6. apple_iBoy macrumors 6502a

    Joined:
    Oct 28, 2003
    Location:
    Philadelphia, PA
    #6
    I am also in the market for a Thunderbolt drive for a new iMac. I am considering just getting an enclosure to use with the existing drives I have in my Mac Pro. I'm looking at some products by DataTale and Drobo, although they all a little more than I'm hoping to spend. Maybe some Black Friday sales will ease the pain?
     
  7. g4cube macrumors 6502a

    Joined:
    Apr 22, 2003
    #7
    For HDD based multi-drive chassis, you'd need to have 6 or more drives before being able to take advantage of the additional performance of Thunderbolt 2.

    Might make a difference with 2 or more SSD drives, but not HDD.

    Get that tax break from Uncle Sam this year before the Feds try to take away your deductions next year to pay down the deficit and debt. :D

    Anyway, you'll need more storage next year anyway.
     
  8. MrTed macrumors member

    Joined:
    Oct 18, 2006
    Location:
    Paris, France
  9. g4cube macrumors 6502a

    Joined:
    Apr 22, 2003
    #9
    Both make some noise:
    - the ticking noise of the 7200 RPM drives; G-Tech uses Hitachi; LaCie uses Seagate
    - both have fans

    Noise is a relative thing. What is quiet to some is too noisy for others.

    For both of mine, the drives and fans are much quieter than the fans that kick on with my Macbook Air and Macbook Pro Retina, when either are doing some serious transcoding; the CPU is quite busy and getting quite warm with the decodes/encodes.

    For browsing, playing videos/MP3s, or general word processing, Thunderbolt is overkill. System and drives aren't being taxed at all.
     
  10. Macminimaster macrumors newbie

    Joined:
    Jun 24, 2014
    #10
    I am also considering buying either a G-tech or Lacie external drive for video-editing. I am working on an Macbook at the moment, but am thinking about switching to either a new Imac or a Macmini (with a seperate screen).

    Obviously the consideration lies in the price, an Imac for around 1299, a Macmini for only 599. Spending my money on a Macmini gives me considerable financial room to invest in a reliable and fast RAID-system external harddrive.

    Does anyone has experience in working from your external harddrive as a video-editor (with FCPX for example?) while using a Macmini? And where are the bottle-necks in comparison to an Imac?

    Thanks!
    Wouter
     
  11. matreya macrumors 65816

    matreya

    Joined:
    Nov 14, 2009
    #11
    If you're going with RAID hard drives, then bear in mind that if the data is important you'll want yet another hard drive to backup important files to.

    RAID1 will give you redundancy, but it's not a backup, plus speed will be no better than the speed of a regular hard drive.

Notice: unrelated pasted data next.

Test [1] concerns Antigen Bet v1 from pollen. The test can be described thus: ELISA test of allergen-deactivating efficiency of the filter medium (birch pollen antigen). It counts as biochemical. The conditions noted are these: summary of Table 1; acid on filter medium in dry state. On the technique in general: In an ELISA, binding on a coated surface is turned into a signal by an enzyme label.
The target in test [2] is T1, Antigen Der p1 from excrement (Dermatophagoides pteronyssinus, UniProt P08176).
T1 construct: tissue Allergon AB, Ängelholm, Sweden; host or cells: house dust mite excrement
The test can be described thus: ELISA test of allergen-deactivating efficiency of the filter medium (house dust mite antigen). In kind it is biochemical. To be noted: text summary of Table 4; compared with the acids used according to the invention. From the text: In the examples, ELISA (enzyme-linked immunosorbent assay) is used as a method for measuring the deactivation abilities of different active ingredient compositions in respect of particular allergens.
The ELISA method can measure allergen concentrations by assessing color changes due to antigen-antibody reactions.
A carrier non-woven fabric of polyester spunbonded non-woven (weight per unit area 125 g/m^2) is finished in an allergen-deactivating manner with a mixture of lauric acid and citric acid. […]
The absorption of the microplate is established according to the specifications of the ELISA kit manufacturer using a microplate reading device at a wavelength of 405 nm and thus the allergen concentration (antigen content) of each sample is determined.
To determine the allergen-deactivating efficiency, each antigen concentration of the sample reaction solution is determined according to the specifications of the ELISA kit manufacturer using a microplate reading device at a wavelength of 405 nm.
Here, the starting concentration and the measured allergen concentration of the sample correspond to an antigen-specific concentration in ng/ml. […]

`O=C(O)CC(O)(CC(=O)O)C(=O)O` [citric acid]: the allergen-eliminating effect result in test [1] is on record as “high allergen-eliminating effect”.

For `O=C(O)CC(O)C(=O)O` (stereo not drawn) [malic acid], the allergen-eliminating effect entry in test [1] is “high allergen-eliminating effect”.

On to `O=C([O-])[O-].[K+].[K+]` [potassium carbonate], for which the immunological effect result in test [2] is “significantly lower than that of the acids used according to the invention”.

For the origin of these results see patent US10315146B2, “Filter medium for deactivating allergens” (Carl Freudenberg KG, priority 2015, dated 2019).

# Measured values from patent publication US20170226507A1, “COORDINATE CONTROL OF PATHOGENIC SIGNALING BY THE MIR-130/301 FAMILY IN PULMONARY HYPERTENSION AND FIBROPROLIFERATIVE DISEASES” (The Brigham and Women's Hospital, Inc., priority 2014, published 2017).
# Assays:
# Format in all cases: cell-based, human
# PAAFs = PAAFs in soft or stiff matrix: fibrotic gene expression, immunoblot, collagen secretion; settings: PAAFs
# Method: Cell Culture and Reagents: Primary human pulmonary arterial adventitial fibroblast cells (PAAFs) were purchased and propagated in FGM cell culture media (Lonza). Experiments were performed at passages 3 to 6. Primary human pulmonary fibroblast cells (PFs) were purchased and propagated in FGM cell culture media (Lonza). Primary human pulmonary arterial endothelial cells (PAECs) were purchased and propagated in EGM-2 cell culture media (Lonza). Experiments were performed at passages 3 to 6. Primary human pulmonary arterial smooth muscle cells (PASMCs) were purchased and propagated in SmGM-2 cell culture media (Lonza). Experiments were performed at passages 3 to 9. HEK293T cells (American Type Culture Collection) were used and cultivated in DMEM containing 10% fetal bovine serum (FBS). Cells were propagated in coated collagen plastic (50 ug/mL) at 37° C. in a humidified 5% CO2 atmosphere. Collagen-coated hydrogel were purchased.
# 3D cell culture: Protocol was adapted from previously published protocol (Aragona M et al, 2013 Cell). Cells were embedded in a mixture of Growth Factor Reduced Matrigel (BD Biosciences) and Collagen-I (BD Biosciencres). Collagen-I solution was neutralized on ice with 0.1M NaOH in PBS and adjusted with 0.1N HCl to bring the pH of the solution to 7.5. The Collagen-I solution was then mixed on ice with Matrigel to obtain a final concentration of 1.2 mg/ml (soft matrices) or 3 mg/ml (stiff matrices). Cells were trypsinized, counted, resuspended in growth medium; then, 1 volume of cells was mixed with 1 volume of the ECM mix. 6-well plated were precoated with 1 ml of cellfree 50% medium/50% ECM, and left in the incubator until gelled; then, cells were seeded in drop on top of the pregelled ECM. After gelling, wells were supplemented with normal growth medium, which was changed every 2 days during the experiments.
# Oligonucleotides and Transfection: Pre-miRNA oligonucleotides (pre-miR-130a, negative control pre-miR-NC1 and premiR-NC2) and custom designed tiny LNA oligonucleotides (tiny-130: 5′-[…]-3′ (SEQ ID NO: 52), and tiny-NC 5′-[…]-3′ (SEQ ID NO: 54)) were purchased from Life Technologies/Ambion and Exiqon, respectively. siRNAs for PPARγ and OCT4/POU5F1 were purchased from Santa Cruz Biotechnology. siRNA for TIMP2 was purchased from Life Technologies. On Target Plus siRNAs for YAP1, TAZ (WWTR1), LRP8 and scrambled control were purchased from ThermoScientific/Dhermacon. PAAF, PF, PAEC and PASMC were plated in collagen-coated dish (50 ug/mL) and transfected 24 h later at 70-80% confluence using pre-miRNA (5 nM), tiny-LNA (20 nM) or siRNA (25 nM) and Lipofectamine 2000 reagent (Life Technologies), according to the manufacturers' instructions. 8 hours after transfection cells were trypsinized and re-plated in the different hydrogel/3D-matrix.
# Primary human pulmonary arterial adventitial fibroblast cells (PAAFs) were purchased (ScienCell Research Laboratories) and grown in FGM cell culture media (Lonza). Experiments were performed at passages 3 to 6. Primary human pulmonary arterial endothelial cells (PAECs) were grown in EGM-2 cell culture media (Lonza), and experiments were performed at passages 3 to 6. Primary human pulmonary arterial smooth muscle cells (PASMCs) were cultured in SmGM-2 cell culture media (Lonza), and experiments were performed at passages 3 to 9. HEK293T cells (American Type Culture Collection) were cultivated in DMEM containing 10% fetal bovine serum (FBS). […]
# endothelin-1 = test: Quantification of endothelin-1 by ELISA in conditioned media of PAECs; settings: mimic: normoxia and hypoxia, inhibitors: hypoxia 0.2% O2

RAID0 will give you double the speed of a regular hard drive, but it means that if any single hard drive in the RAID0 set fails, you lose the entire amount of data on the RAID.
     
  12. driftless macrumors demi-god

    driftless

    Joined:
    Sep 2, 2011
    Location:
    Chicago-area
    #12
    I have been a G-Tech user for a while, no experience with LaCie. I am looking at G-Tech's new G-SPEED Studio and G-RAID Studio for editing and back-up. Since the Studio has removable drives I can store the drives in the safety deposit box in addition to my cloud and TM backups.
     
  13. danny_w macrumors 601

    Joined:
    Mar 8, 2005
    Location:
    Austin, TX
    #13
    I used to have a G-Drive and loved it but I bought a G-RAID that was DOA so I shy away from them now. I even bought it after reading numerous horror stories about how unreliable they are, so it was my fault really. I think G-Tech used to be a good company but not anymore based on the reviews. Anyway I have 2 CalDigit T3 boxes now, one with 3 1TB drives in RAID0 and one with 2 3TB drives in RAID1 as a backup + a 4TB drive for Time Machine. These are SW RAID only, but CalDigit is coming out with a T4 which has HW RAID. I can highly recommend their products.
     
  14. g4cube macrumors 6502a

    Joined:
    Apr 22, 2003
    #14
    According to comments made by their booth staff at NAB in April, the T4 does not have hardware RAID. It is in-house developed software RAID. To date, not yet shipping, so won't know for sure until it is actually available.
     
  15. thedeske macrumors 6502a

    Joined:
    Feb 17, 2013
    #15
    I thought they were going to license Soft Raid 5?
    It's still in beta I think.
     
  16. g4cube macrumors 6502a

    Joined:
    Apr 22, 2003
    #16
    OWC/Macsales.com is the one licensing SoftRAID, which is still in beta. Contact www.softraid.com for info to see if you can be added to their beta tester list.

    CalDigit is not using SoftRAID; they have developed their own software driver which was demonstrated at NAB, but the T4 that uses it is not shipping yet. Still must pass Thunderbolt certification. http://www.caldigit.com/T4/ you can ask to be placed on their waiting list.

    LaCie has started shipping the 20TB config of its 5big with Thunderbolt2 and hardware RAID-5. https://www.lacie.com/us/products/product.htm?id=10623
     
  17. thedeske macrumors 6502a

    Joined:
    Feb 17, 2013
    #17
    Ahh, you're right. Sorry bout that. Brain Snooze ;)
     
  18. driftless macrumors demi-god

    driftless

    Joined:
    Sep 2, 2011
    Location:
    Chicago-area
    #18
    The new 20TB LaCie looks nice and it is well priced.
     

Share This Page